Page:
Tuesday, November 23, 2010

"The Story of Sushi" - Trevor Corson

The Story of Sushi: An Unlikely Saga of Raw Fish and Rice

Tell you what: I don’t know when I’ll be eating sushi again. No, I didn’t learn anything disgusting about it while reading Trevor Corson’s “The Story of Sushi” – except maybe the correct way to prepare an octopus, which seemed unnecessarily cruel. It’s more like I learned everything I wanted to know about sushi (and then some) and now feel no need for it. This book must be what they call “definitive” because I certainly have trouble imagining why I would read about sushi ever again. In a roundabout way, this is actually a compliment.

“The Story of Sushi” not only delves extensively on the historical birth and evolution of what we came to know as sushi, it also follows a sushi chef class in a Californian school/sushi bar. Additionally, it also tells the tale of how this Japanese dish conquered America and the rest of the Western World.

In the last five years sushi bars have made the step from ubiquitous to ridiculous – there is nary a place where sushi is unavailable and mind you I’m not in New York or anything and I’m in walking distance of at least four sushi restaurants. It is so readily available it is almost impossible to believe that not that many years ago it was kind of weird to eat raw fish.

By focusing on a young girl attending the sushi academy, Corson, cleverly chooses a character most of us can empathize with: someone with no ties to Asian culture, someone who didn't grow up in this tradition (or in any cooking tradition, for that matter), she could be any one of us, someone who likes sushi because it tastes fresh and clean yet feels exotic, but has no idea of the difficult preparation process of those cute nigiri or rolls. Alongside Kate we witness how frustrating it is to master so many techniques and information in so little time (traditional sushi apprenticeship went on for years, before students could do more than prepare the rice).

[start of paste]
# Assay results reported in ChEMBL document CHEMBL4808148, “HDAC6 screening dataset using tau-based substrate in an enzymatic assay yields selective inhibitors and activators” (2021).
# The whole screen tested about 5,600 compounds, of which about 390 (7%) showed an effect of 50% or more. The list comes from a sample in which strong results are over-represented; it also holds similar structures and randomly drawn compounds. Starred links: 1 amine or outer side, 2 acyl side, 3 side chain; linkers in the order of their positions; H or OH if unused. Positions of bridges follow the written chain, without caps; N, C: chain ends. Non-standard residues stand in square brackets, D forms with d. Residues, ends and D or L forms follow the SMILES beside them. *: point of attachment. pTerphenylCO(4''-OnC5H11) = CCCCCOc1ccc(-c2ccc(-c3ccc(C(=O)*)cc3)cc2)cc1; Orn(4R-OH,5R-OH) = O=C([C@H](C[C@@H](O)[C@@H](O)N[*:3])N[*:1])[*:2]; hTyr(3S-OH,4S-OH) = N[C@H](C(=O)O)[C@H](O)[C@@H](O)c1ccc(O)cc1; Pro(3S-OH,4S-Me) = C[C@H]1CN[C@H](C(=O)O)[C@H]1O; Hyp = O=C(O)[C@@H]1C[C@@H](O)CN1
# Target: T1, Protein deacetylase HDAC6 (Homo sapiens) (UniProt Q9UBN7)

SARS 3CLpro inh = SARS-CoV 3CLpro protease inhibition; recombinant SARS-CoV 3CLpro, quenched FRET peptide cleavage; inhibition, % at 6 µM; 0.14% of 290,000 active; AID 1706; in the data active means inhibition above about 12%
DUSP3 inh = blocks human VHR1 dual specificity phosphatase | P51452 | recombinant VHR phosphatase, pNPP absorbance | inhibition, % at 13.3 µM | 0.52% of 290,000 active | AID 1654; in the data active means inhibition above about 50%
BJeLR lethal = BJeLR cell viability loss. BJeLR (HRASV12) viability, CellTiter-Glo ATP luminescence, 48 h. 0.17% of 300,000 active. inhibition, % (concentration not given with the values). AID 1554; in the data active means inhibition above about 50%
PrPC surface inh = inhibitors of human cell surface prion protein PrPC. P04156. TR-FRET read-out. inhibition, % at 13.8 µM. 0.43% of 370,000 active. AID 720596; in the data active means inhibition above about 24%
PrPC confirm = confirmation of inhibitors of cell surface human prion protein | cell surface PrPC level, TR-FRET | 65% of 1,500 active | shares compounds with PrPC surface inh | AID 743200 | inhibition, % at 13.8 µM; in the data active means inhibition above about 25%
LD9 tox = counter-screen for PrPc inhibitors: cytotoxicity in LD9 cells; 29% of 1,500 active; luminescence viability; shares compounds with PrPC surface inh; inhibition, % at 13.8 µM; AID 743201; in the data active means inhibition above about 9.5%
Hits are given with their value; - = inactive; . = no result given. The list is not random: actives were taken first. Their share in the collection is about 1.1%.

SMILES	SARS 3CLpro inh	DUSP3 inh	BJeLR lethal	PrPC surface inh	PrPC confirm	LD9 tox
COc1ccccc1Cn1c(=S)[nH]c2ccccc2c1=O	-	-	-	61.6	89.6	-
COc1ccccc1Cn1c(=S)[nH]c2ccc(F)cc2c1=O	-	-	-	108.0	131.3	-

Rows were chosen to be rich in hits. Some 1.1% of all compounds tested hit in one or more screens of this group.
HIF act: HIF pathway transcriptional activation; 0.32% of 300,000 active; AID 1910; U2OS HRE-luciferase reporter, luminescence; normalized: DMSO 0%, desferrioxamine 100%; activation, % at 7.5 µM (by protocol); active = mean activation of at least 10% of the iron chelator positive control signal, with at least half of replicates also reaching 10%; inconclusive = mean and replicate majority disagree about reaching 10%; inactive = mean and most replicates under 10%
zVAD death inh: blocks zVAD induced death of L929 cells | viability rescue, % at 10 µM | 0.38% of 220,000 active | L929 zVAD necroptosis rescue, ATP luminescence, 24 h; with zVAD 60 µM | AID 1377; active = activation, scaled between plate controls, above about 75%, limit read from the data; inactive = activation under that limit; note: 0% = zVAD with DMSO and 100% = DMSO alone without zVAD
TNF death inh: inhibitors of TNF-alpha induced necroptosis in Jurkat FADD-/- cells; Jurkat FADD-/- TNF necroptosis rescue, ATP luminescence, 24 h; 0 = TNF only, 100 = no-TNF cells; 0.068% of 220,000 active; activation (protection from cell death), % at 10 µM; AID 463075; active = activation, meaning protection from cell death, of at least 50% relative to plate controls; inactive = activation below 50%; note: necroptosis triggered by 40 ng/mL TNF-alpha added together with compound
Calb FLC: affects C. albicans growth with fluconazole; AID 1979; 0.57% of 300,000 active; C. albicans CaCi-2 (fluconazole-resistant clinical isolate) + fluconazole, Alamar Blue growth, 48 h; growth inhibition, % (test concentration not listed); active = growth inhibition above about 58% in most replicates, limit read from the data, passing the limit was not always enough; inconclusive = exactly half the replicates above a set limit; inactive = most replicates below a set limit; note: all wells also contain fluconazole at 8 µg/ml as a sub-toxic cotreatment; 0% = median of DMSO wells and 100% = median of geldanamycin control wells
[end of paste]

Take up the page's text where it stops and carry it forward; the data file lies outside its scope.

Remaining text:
Because Corson is interested in marine biology, there is also a lot of information on the different fish that were traditionally used in sushi and how their popularity has changed over time. It will probably not be surprising to find out that fish (such as salmon) and rolls favored in America are not that popular in Japan.

More surprising to the reader will be the fact that sushi bar culture in Japan, has always been, and to some degree still is, a guy thing. Single women were not welcomed in these establishments and female sushi chefs unheard of. Men come in, sit at the bar, drink sake and eat some nigiri. How ironic is it that sushi bars are now one of the preferred spots for city girls to grab a bite?

If there is something about sushi that has your curiosity piqued then the answer will be here. Corson even provides the reader with a sushi etiquette-guide-to-not-looking-like-a-total-redneck-at-the-sushi-bar (my words, not the author’s). While it is very interesting I think sushi bars will definitely be different in America and Europe than what they are in Japan (for one, women are welcome) and that their continuing popularity will definitely be tied with how comfortable people feel there. While Japan is a nation where ritual plays an important part even in seemingly innocuous tasks, westerners privilege feeling at ease even while striving to be original.